Among those with Jiri were Lord Drogo, Stépan Gladic, Lord Teodor Krevelic and Jiri and Franka’s sons Konstantin and Uros.  Stépan was Jiri’s chief lieutenant and was nearly of the same age as the Duke.  A terse, observant and practical man, Stépan was the son of a Travunian noble who had fled after the Bordurian conquest, first into service with the Duke of Zadar and finally with Jiri’s uncle; he was also Jiri’s distant cousin.  Stépan had earned Jiri’s confidence trust many times during a long career spent in the saddle and training and leading men in the interminable petite guerre of the frontiers.  Lord Drogo was fully eighteen years older than Jiri and a life-long retainer of Jiri’s family.  The son of a minor knight, Drogo made a rapid rise as a skilled soldier and enterprising field commander, but was finally lamed by serious wound which prevented him from mounting a horse.  He nevertheless continued to rise in the old Duke’s favour because of his capacity to train soldiers and his intelligence (notably, he was highly literate).  He had tutored the young Jiri in the skills of a soldier and commander.  Once he became Duke, Jiri rewarded his teacher with a profitable fiefdom and the position of Castellan of Douma, de facto Governor of the Duke’s stronghold and base of power.  Lord Teodor Krevelic was Baron of Rivajow, a key town and fort north of Douma, on the edge of the territory administered by the Governor of Djordjevaro.  Lord Theodor’s family were long-time members of the ducal household and his estates would be the first to see Bordurian troops if the Governor ever decided make his presence felt within the Duke’s domain.

Hastening up the stair after Franka and arriving out of breath was Baron Dmitri Vajzek.  He was a young and inexperienced soldier but diligent in his duties and devoted to the Duke.  He was lord of the town of Brevelno, a town along the Wladir River north of Douma, in the heart of Hum’s farming heartland.  The region was a traditional bastion of support for the Duke’s family, young Dimitri already had a reputation as the dashing darling of the region.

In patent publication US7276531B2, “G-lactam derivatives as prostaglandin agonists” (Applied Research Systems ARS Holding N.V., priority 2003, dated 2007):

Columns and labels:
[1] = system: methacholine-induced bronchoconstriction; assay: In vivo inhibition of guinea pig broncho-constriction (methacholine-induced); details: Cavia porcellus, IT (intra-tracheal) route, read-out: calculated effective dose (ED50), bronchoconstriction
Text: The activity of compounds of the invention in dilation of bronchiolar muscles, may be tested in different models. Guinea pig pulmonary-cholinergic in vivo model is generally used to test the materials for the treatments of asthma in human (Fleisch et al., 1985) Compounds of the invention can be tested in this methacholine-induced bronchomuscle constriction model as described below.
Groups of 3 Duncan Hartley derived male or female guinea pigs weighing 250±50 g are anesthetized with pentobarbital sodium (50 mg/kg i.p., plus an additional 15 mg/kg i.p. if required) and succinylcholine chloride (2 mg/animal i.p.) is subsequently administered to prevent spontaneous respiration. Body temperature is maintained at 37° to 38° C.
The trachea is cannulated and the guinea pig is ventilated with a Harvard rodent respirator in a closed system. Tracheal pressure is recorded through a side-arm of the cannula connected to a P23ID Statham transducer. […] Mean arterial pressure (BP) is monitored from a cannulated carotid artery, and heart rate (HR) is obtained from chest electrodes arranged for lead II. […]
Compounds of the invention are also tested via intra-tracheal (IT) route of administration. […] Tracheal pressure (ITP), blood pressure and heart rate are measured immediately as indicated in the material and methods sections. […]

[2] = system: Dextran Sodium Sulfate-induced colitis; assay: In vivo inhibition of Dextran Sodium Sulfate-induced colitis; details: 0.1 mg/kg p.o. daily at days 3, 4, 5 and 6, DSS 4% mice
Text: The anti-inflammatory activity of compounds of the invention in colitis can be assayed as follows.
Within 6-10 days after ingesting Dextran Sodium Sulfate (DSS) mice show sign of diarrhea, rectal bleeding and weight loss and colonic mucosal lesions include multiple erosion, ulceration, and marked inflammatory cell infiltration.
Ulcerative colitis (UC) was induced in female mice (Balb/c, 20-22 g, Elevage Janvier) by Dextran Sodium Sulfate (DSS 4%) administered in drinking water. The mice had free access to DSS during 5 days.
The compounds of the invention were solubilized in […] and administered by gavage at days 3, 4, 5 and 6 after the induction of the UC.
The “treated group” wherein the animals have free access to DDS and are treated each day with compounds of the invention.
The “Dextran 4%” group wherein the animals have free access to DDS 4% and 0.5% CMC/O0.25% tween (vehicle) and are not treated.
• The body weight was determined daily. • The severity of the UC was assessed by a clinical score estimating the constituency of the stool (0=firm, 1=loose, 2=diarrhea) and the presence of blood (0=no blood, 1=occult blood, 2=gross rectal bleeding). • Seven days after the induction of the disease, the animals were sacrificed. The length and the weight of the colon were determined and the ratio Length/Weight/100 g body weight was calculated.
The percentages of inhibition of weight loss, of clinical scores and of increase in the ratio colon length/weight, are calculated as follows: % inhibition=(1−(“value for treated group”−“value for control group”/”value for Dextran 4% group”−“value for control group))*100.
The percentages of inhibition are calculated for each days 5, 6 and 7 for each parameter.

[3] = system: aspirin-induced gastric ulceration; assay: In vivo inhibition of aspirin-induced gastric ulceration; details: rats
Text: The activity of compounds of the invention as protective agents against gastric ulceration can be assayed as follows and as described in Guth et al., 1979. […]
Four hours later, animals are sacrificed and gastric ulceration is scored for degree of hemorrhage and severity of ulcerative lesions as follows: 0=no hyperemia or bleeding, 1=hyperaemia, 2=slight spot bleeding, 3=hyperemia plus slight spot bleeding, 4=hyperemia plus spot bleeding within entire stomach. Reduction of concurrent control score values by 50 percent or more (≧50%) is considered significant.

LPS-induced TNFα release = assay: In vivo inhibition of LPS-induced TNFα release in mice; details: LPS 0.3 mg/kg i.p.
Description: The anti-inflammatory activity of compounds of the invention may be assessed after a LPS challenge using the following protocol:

“Ah, Franka, you are just in time.  And Dmitri, my thanks for hastening to answer my summons” said Jiri, nodding at the young man, who had ridden hard from his estate a few leagues away to attend.  “Welcome back, liege” breathed Dimitri, “We rejoice that you are back and at our head.   We sorely missed you this last week with all the trouble that broke out”. 

“I chose an unlucky week for a hunting trip, that it sure.  I saw and learned much on the trip however, and just in time too.  We are in danger and were barely aware of it until now”.  Jiri addressed the group “My Lords, I’ve called you here because it is clear to me that this uprising that greeted the Bordurians is about to plunge us all into a crisis.  The goals of this revolt are still unclear to me but I am confident that there is more to this than the Bordurian’s clumsy move against the monasteries.  It was surely organized in advance. In any case, any uprising is a necessarily a challenge to my rule one way or another and I must act to end it quickly”.  The officers shifted uneasily at Jiri’s words.  He continued “And, at the same time, we must prepare ourselves for an even greater threat which I believe will come from the Bordurians themselves.  We are between the hammer and the anvil and we have no friends who can help us, but we are not entirely without room to move”. 

To be continued monday!